The merchant was dressed in black morning coat and black tie, and looked in every way a very respectable merchant. He was full of respectable hopes. But when we spoke of a long war he drew a long face and talked lugubriously of dislocated trade and strain upon capital—doubted how long the industry could stand it, and shook his head.
Whenever one thinks of that worthy man one is overcome with a great anger. What he meant was that if the war went on he might be broken, and that was a calamity which he could not be expected to face. We thought of all those fellows in France—British, Australians, Canadians—cheerfully offering their lives for an ideal at which this worthy citizen shied because it might cost him his fortune. Suppose it did, suppose he had to leave his fine home and end his days in a villa, suppose he had to start as a clerk in someone else’s counting-house, what was it beside what these boys were offering? I think of a fair head which I had seen matted in red mud, of young nerves of steel shattered beyond repair, of a wild night at Helles, when I found, stumbling beside me in the first bitterness of realisation, a young officer who a few yards back had been shot through both eyes. And here was this worthy man shaking his head for fear that their ideals might interfere with his business.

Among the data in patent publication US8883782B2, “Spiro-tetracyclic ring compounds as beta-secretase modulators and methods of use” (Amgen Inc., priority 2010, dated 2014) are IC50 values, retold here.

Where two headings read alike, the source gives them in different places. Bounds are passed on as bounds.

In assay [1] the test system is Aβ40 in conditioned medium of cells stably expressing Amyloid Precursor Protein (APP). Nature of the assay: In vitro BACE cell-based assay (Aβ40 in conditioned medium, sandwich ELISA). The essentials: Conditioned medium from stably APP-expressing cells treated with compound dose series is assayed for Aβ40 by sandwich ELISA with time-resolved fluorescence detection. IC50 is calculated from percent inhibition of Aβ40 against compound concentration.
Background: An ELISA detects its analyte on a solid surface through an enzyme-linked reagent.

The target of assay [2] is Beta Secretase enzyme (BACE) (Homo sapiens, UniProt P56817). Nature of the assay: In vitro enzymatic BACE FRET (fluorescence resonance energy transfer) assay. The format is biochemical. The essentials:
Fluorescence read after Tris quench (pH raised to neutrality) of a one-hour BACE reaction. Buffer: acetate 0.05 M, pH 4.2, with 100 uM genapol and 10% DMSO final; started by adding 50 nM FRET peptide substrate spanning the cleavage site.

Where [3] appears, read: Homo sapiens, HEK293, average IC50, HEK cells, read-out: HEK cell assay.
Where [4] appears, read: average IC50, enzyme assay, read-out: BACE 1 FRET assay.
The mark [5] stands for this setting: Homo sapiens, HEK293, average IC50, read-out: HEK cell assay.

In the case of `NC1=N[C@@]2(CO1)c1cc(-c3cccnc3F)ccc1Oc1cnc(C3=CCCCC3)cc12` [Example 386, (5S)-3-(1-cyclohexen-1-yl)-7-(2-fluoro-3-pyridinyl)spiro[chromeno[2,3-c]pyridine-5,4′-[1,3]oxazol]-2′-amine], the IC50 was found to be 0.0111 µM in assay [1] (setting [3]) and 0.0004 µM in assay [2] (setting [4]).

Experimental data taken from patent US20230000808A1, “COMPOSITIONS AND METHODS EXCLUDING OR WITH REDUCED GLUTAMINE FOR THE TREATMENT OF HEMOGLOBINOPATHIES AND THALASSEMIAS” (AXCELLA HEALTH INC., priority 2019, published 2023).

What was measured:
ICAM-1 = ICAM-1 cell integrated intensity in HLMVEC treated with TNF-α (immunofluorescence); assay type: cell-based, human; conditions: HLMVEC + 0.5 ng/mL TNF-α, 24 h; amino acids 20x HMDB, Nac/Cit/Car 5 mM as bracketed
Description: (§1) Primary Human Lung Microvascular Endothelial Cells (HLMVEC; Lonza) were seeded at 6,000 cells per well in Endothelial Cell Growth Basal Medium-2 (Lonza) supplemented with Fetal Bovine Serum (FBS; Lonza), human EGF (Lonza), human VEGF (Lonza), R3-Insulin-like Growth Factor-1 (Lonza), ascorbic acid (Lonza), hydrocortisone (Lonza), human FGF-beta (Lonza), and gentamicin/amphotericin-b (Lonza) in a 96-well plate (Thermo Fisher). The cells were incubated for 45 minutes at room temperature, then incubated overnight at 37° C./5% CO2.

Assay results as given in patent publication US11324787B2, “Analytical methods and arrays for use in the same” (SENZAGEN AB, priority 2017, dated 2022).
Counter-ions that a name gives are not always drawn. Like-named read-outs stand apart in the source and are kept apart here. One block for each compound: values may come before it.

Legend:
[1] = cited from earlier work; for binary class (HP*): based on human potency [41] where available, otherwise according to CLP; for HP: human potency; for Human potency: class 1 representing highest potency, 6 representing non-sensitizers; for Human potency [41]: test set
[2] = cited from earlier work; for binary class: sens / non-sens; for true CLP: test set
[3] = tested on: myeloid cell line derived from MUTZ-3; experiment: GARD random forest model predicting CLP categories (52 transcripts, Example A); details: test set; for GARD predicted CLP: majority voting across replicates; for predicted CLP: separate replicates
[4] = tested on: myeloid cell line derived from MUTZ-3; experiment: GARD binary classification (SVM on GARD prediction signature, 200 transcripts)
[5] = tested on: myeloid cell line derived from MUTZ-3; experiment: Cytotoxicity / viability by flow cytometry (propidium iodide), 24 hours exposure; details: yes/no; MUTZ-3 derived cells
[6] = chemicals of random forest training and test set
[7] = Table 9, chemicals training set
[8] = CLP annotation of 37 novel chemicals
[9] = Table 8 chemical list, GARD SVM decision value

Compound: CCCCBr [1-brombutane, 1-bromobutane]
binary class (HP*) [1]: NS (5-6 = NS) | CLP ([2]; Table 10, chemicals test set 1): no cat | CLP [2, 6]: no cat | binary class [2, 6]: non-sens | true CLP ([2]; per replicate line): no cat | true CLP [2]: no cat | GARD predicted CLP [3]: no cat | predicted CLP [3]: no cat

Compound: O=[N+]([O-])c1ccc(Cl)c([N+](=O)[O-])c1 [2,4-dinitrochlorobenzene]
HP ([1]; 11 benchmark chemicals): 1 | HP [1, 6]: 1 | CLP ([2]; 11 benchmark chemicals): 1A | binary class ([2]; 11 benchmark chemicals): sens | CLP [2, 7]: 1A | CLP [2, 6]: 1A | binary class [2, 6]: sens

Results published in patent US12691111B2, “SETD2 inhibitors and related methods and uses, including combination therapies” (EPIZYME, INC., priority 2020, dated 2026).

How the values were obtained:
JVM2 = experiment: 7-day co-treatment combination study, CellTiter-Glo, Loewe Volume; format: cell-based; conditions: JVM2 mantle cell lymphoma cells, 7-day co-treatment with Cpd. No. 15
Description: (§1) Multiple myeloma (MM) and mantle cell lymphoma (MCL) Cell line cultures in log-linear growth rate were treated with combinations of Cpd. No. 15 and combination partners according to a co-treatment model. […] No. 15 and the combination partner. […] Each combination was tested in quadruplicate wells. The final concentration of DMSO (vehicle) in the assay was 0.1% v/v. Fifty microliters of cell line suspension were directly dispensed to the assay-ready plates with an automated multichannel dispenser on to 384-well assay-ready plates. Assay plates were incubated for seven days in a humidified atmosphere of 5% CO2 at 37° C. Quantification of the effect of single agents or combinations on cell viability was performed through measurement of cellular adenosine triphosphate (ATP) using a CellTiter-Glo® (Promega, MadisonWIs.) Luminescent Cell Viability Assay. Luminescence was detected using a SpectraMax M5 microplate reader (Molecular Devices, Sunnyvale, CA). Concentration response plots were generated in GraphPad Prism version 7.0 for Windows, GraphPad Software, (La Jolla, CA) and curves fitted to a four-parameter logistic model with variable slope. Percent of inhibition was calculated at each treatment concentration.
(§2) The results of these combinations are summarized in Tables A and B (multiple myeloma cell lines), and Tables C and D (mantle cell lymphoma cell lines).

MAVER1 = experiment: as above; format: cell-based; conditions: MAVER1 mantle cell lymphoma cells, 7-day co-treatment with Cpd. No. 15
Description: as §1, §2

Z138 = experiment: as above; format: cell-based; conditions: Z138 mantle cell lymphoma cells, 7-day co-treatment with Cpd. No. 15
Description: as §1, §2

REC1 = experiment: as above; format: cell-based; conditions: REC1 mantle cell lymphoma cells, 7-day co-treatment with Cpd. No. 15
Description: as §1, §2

As to which, one can only say that, if the British nation, or the Australian nation, because it shirks interference with its normal life, because it is afraid of State enterprise, because of any personal or individual consideration whatever, lets this struggle go by default, and by inconclusive peace, to the people which is organised body and soul in support of the grey tunics behind the opposite parapet, then it is a betrayal of every gallant heart now sleeping under the crosses on Gallipoli, and of every boyish head that has reddened the furrows of France.
There are good reasons for saying that the struggle is now with the British Empire. With your staying power you can win. But in Heaven’s name, if you wish to win, if you have in you any of the ideals for which those boys have died, cast your old prejudices to the winds and organise your staying power. Organise! Organise! Organise!
IN A FOREST OF FRANCE
France, May 26th.
It was in “A forest of France,” as the programme had it. The road ran down a great aisle with the tall elm trees reaching to the sky, and stretching their long green fingers far above, like the slender pillars of a Gothic cathedral. Down the narrow road below sagged a big motor-bus, painted grey, like a battleship; and, after it, a huge grey motor-lorry; and, in front and behind them, an odd procession of motor-cars of all sizes, bouncing awkwardly from one hollow in the road to another.
Out of the dark interior of the motor-bus, as we passed it, there groped a head with a grey slouch hat. It came slowly round on its long, brown, wrinkled neck until it looked into our car. “Hey, mate,” it said, “is this the track to the races?” Then it smiled at the landscape in general and withdrew into the interior like a snail into its shell. In this bus was an Australian Brass Band.